At the same time, I did have some issues with this book as well.
My number one issue almost made me stop reading it in several spots, and that is animal cruelty. In the first half of the book, the family cat Church is victimized after some rather awful things happen (no spoilers, sorry).
I have always felt a strong connection to animals, specifically cats, and throughout the first half of the book, Louis shows a frightening lack of compassion, furthered by his cruelty towards this cat.
My mind was made up relatively quickly that Louis was the true monster in this novel. Given the actions that he himself took, he instead puts blame on the cat, and hits, kicks, and threatens it almost constantly. It made me mad, angry, that Stephen King would write this and never have a moment where Louis felt a shred of remorse for abusing this poor animal, especially when this is his fault.
Be a man, Louis, and own up to your faults instead of blaming others.
I honestly don’t care what others’ stances on writing animal cruelty in books is. I do not care for it and never will. It’s inhuman.
The second con I felt is that not too terribly much actually happens in this book. Maybe it was the older movie I originally saw that made it seem so much more epic, but there were parts in the book that had me thinking “Can’t we just skip over this? Is it really that important?”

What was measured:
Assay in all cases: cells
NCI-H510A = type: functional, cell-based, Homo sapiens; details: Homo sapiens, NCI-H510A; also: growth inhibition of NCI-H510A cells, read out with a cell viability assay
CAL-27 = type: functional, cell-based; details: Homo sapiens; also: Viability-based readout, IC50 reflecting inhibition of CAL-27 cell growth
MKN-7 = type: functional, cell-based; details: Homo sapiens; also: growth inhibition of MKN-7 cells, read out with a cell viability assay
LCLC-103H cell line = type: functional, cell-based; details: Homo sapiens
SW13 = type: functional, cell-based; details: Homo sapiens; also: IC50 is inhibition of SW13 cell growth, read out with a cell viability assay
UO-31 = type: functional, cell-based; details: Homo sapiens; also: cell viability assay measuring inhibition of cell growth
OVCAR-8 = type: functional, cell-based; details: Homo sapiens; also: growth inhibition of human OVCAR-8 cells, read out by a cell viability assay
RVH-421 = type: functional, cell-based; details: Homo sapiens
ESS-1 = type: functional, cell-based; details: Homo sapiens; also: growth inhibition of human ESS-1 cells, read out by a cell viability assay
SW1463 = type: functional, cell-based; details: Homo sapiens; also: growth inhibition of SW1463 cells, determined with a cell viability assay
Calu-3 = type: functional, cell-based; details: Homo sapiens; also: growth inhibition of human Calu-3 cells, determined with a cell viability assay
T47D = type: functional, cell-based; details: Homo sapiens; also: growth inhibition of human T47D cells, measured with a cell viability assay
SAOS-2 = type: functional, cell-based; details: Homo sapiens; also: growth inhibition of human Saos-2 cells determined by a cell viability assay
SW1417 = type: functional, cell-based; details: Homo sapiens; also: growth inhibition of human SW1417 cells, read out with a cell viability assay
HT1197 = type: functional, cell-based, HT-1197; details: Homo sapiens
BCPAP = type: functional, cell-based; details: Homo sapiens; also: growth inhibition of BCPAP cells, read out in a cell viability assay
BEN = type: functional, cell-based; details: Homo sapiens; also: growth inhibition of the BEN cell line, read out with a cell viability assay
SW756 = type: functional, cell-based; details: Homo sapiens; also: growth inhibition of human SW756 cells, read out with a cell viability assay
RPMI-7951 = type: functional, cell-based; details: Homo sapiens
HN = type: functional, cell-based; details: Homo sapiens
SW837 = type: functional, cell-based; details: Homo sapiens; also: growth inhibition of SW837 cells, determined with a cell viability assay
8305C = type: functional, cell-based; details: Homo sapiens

Which ties into my last con, overwriting/writing choices. This time around, the overwriting isn’t too bad, but in spots it drags the flow and pulls the reader out of the story. I got impatient a few times with the backstories that were given, and though it didn’t bug me too much, it may deter others.
The writing choices that bugged me were certain extremely pivotal points in the book. Around halfway through the book after building up the tension, etc, King just tells us what’s about to happen, what, when, and where. I disagree with the way that this reveal was handled. Why not leave suspense for the reader? We have come to expect great things from his writing, so wow us! Don’t just give it away.
Despite the cons I felt detracted from my experience, I really did enjoy reading Pet Sematary. It’s gritty, mysterious, and shows us just what happens when someone defies death.
PS: I’m giving my copy of this book to my coworker, who hasn’t read it in many a year and listens to me rant about books incessantly with the patience of a saint. Sorry, I just can’t get over the animal cruelty enough to put it on my bookshelf.
That’s a Wrap!
Thanks for stopping by, and happy reading!
Have you read this book before? What did you think? Do you have a book recommendation similar to this one? Feel free to share in the comments!
Have a great day!
***Can’t get enough of Jaunts & Haunts? Subscribe to my Chills and Thrills Newsletter on my home page so you don’t miss a thing! Newsletter emails go out every Sunday! Also, feel free to check me out at the social media links below!***